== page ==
single
bilateral
type
VI
fractures.
Pedal
osteitis
was
seen
in
association
with
the
fracture
in
the
remaining
two
horses
with
bilateral
single
fracture
fragments.
Long-term
radiographic
follow-up
was
obtained
in
36
(13%)
horses
at
a
mean
of
11
months
(range,
1-36
months)
after
injury
(Table
2).
Each
horse
had
only
one
fracture.
There
were
3
(8%)
type
I,
21
(58%)
type
II,
2
(6%)
type
III,
3
(8%)
type
IV,
1
(3%)
type
V,
and
6
(17%)
type
VI
fractures.
The
mean
age
of
these
horses
was
6
years.
The
involved
limbs
included
the
left
front
(15),
right
front
(15),
right
hind
(4),
and
left
hind
(2).
The
location
of
the
fractures
were
15
lateral,
15
medial,
2
sagittal,
and
3
extensor
process,
and
1
extending
transversely
from
the
lateral
quarter
to
the
medial
toe
region.
Twenty-seven
horses
were
treated
with
bar
shoes
and
clips
(3
with
concurrent
neur-
ectomy),
1
with
lag
screw
fixation,
and
8
with
other
methods
of
therapy
(Table
2).
Twenty-two
(61%)
fractures
(3
type
I,
9
type
II,
2
type
III,
1
type
IV,
1
type
V,
and
6
type
VI)
healed
by
bony
union
in
a
mean
of
11
months
after
injury.
Eight
type
II
(22%)
fractures
had
evidence
of
bony
healing
of
portions
of
the
fracture
involv-
ing
the
solar
margin
and
the
body
of
the
distal
phalanx,
but
not
the
subchondral
bone
at
the
articular
surface,
at
a
mean
of
11
months
after
injury.
Six
(17%)
fractures
(4
type
II
and
2
type
IV)
had
little
or
no
evidence
of
bony
healing
at
a
mean
of
10
months
(range,
5-24
months)
after
injury.
Lameness
examination
of
the
36
horses
revealed
14
of
22
(2
type
I,
6
type
II,
2
type
III,
1
type
IV,
and
3
type
VI)
with
radiographic
evidence
of
bony
union
were
sound
at
the
walk
and
trot.
Seven
of
the
22
horses
(1
type
I,
3
type
II,
1
type
V,
and
2
type
VI)
were
mildly
lame
at
the
trot.
Results
of
clinical
examination
were
unavailable
for
one
horse.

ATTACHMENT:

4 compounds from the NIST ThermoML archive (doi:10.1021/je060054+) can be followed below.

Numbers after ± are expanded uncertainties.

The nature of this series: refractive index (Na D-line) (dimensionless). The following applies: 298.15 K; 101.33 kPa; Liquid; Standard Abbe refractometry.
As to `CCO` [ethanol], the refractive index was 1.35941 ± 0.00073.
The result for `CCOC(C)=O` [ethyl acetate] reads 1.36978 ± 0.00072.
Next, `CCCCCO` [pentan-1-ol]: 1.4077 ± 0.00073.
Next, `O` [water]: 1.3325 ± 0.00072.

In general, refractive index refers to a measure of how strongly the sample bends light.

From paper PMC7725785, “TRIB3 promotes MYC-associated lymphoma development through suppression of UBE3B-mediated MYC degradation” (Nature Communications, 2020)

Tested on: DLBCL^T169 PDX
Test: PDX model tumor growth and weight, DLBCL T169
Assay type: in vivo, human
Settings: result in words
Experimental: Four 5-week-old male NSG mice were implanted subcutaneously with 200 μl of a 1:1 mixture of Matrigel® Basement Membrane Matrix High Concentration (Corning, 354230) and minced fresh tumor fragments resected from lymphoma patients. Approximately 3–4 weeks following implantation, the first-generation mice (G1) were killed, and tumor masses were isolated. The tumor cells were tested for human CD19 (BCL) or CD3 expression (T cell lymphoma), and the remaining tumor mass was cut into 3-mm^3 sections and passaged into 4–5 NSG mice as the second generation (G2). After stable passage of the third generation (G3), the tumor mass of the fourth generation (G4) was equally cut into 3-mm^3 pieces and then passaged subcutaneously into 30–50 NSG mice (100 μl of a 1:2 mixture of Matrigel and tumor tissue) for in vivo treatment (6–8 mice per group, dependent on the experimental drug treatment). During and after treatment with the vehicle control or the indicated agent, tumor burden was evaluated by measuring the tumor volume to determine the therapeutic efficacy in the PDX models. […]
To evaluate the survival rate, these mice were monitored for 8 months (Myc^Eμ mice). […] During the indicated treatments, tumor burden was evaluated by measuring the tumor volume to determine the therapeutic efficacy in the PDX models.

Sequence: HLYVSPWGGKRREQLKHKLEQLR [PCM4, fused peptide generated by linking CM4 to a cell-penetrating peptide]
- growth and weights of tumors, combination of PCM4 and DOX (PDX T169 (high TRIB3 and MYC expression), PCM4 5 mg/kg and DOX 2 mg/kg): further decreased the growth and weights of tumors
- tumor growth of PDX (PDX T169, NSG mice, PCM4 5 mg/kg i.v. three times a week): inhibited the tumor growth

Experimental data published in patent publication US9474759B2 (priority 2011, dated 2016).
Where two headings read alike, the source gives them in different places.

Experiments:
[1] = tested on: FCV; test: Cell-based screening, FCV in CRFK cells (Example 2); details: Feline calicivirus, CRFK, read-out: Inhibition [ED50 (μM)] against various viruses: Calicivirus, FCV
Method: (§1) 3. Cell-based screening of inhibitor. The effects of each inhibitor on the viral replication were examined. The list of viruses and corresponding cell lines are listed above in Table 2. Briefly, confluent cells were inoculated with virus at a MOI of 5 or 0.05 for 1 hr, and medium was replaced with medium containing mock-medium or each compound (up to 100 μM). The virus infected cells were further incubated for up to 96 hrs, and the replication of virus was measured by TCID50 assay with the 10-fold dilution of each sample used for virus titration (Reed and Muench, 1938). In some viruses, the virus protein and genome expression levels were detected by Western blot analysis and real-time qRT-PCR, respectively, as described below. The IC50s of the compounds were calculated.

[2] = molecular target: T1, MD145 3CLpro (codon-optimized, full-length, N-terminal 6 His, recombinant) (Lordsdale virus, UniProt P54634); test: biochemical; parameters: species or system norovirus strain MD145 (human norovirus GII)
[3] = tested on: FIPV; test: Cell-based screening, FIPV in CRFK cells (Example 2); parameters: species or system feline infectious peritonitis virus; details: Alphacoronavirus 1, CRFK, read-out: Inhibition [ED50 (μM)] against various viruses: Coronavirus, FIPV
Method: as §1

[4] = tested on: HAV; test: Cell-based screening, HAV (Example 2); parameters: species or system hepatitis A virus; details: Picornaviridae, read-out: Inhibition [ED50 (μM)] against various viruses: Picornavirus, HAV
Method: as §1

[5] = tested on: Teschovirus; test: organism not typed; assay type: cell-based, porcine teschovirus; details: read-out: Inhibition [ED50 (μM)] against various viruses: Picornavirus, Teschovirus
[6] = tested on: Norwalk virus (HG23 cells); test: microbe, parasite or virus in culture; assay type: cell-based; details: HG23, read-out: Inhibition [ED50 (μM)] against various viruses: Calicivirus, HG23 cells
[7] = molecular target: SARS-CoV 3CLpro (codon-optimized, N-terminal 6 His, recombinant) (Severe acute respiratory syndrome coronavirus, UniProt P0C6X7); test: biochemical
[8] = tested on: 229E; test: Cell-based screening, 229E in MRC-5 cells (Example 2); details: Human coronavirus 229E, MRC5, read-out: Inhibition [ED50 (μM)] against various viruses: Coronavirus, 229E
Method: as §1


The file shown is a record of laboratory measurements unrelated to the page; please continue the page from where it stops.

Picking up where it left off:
Lameness
evalua-
TABLE
2.
Fracture
Type,
Treatment,
Appearance
at
Last
Radiographic
Examination,
and
Outcome
of
Long-term
Follow-up
in
36
Horses
Case
Age
(years)
Fracture
type
Treatment
Radiographic
appearance
(time
at
examination
in
months)
Outcome
1
3
BSWC*
Healed
(4)
Soundt
2
5
BSWC,
pads
Healed
(17)
Sound
3
4
BSWC
Healed
(12)
Lame
4
10
II
BSWC
Healed
(8)
Lame
5
3
II
BSWC,
pads
Partial
(6)
Lame
6
10
II
Unknown
None
(24)
Unknown
7
3
II
BSWC,
neurectomy
None
(8)
Unknown
8
1
II
BSWC
Healed
(36)
Sound
9
6
II
BSWC
Partial
(5)
Unknown
10
3
II
BSWC,
neurectomy
Partial
(11)
Sound
11
1
II
BSWC
Healed
(16)
Lame
12
4
II
BSWC
None
(5)
Unknown
13
4
II
BSWC
Healed
(7)
Sound
14
4
II
BSWC
Partial
(12)
Refractured
in
race,
lame
15
10
II
BSWC
Partial
(8)
Lame
16
8
II
BSWC
Partial
(12)
Sound
17
6
II
1
year
rest
Healed
(12)
Lame
18
8
II
BSWC
Healed
(5)
Sound
19
13
II
BSWC,
pads
Healed
(10)
Sound
20
6
II
BSWC,
neurectomy
Partial
(10)
Lame
21
6
II
BSWC
Partial
(26)
Lame
22
4
II
BSWC
Healed
(8)
Sound
23
4
II
BSWC
None
(7)
Lame
24
6
II
BSWC
Healed
(16)
Sound
25
7
III
Lag
screw
fixation
Healed
(10)
Sound
26
2
III
BSWC
Healed
(8)
Sound
27
7
IV
Rest
None
(8)
Lame
28
1
mo.
IV
Fiberglass
cast
Healed
(1)
Sound
29
11
IV
Radiation
therapy
None
(7)
Sound
30
15
V
Currettage
Healed
(15)
Lame
31
1
VI
Wide
web
shoes
with
pads
Healed
(6)
Sound
32
2
VI
Bar
shoe
Healed
(11)
Lame
33
21
VI
Bar
shoe
Healed
(10)
Unknown
34
9
VI
Wide
web
shoes
with
pads
Healed
(21)
Lame
35
2
VI
Rest
Healed
(3)
Sound
36
6
VI
Rest
Healed
(16)
Sound
BSWC
=
bar
shoe
with
clips
and
rest;
sound
=
no
lameness
at
walk
or
trot.
VOL.
29,
NO.
3
DISTAL
PHALANX
FRACTURES
IN
HORSES
103
tion
of
eight
horses
with
partially
healed
fractures
revealed
that
two
horses
(type
II)
were
sound
at
the
walk
and
trot
and
five
horses
(type
II)
were
lame
at
the
walk
and
trot;
the
results
of
clinical
examination
were
unavailable
for
one
horse.
Evalua-
tion
of
lameness
in
the
six
horses
that
did
not
show
evidence
of
healing
revealed
that
one
horse
(type
IV)
was
sound
at
the
walk
and
trot
and
two
horses
(1
type
II
and
1
type
IV)
were
lame,
and
the
results
of
clinical
examination
were
unavailable
for
three
horses.
One
horse
(horse
23)
was
killed
7
months
after
sustaining
a
type
II
fracture
of
the
distal
phalanx
due
to
reasons
unrelated
to
the
distal
phalanx
fracture.
The
horse
had
been
treated
with
a
bar
shoe
and
quarter
clips.
Radiographically,
there
were
mild
resorptive
changes
of
the
entire
fracture
5
weeks
after
injury.
At
4
months,
the
fracture
was
still
prominent,
especially
in
the
subchondral
bone.
By
7
months,
there
was
narrowing
of
the
fracture,
with
progression
toward
bony
union.
Histologically,
there
was
bony
union
of
the
fracture
at
the
solar
margin
of
the
distal
phalanx
with
fibrous
union
at
the
body
and
articular
margin.
Articular-like
hyaline
cartilage
and
synovial
tissue
were
present
in
the
subchondral
area
of
the
fracture.
Discussion
Diagnosis
of
distal
phalanx
fractures
is
based
upon
clinical
and
radiographic
findings
that
include:
(1)
the
presence
of
lameness
at
a
walk
or
trot;
(2)
digital
pulses
and
heat
at
the
coronary
band
with
an
acute
fracture;
(3)
resentment
to
com-
pression
of
the
sole
and
wall
with
hoof
testers;
and
(4)
radio-
graphic
evidence
of
a
fracture.
4,8
The
clinical
signs
tend
to
be
more
apparent